Weber’s concept of bureaucracy and Characteristics

Bureaucracy can be explained as the way in which a large number of people who work together are organized or administered. It is the body of non-elective government officials or a group that makes administrative policies. The term is derived from the French word; bureau, meaning desk or office, and the Greek word, Kratos, which means rule or political power.

Earlier, the bureaucracy was the administration of the government, handled by departments of non- elective government official. However, in modern times, it can be understood as an administrative unit that governs any large institution.  Both public, as well as private sector organizations, rely on the bureaucracies’ functioning.

Many theorists emphasise on the need of having a strong bureaucracy in the modern society. Max Weber was of the view that an efficient bureaucracy can help in the proper functioning of the society, maintain order and even reduce favouritism. He nevertheless, also argued that unrestricted bureaucracy although, had the tendency of trapping people in an impersonal ‘iron cage’ by curtailing individual freedom with the onset of the rationalized system of production. Bureaucrats are also criticised of being complex, impersonal or inefficient. The process of bureaucracy is often equated to terms like arbitrariness, redundancy, etc. Due to its complex structure, the process of decision making is thought to become slow. Bureaucratic structures are also criticised for being backward-looking and relying on methods that worked well in the past.

The bureaucrats are required to execute and implement the laws, rules, and decisions made by the government or the elected officials. Weber highlights the area of jurisdiction as an important characteristic of every bureaucratic institution. This comprises the idea of division of labour where the activities of the bureaucrats are based on the tasks distributed to them. While some bureaucrats might make rules and regulations for the various policies to be effective, others are required in the section of public administration directly. Rules and regulations are also there to regulate the behaviour and actions of bureaucrats in any institution in order to achieve efficiency. These rules are more or less stable, they are properly written down, thus can be learned. The second feature of bureaucracy is the prevalence of hierarchy, implying that there are layers of authority. Although the higher levels usually supervise the lower ones, the offices and positions exist independently of the individuals who occupy them. The third characteristic is the necessity of keeping records in order to manage the bureaucratic institution properly. Due to this, most of the duties of the workers in any bureaucratic institution are solely to keep and manage records. Next is the idea of training that also forms a key aspect in bureaucracy. Employees or workers are required to undergo specialised training which is associated with the duties of that office.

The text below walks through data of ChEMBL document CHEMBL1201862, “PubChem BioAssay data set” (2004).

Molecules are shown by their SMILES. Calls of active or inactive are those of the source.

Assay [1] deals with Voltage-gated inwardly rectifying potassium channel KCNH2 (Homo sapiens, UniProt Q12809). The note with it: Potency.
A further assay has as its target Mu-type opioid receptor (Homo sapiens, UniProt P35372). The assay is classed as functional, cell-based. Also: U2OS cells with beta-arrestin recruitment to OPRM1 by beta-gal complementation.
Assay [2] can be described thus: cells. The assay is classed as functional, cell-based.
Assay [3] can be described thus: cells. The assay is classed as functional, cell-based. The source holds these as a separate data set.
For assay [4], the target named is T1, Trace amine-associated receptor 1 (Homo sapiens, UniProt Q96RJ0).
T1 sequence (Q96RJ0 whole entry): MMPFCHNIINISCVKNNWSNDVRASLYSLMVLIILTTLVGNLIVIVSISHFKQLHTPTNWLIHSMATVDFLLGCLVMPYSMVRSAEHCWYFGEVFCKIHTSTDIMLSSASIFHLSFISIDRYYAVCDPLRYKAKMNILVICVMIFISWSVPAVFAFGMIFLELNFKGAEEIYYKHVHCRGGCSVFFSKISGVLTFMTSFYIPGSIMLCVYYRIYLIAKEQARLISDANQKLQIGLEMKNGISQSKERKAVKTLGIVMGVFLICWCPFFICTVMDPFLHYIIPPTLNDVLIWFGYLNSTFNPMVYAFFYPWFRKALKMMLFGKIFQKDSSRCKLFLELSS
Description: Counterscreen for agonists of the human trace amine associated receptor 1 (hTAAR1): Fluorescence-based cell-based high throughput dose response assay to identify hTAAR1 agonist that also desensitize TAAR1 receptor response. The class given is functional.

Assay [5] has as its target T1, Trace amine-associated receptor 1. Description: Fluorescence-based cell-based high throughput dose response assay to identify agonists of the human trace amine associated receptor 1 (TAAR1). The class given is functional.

So, officials are hired on the basis of merit and abilities which are tested through various civil service examinations or work experiences. Bureaucracy also demands full working capacity of the officials. The officials are not expected to do anything besides their assigned work during work hours.

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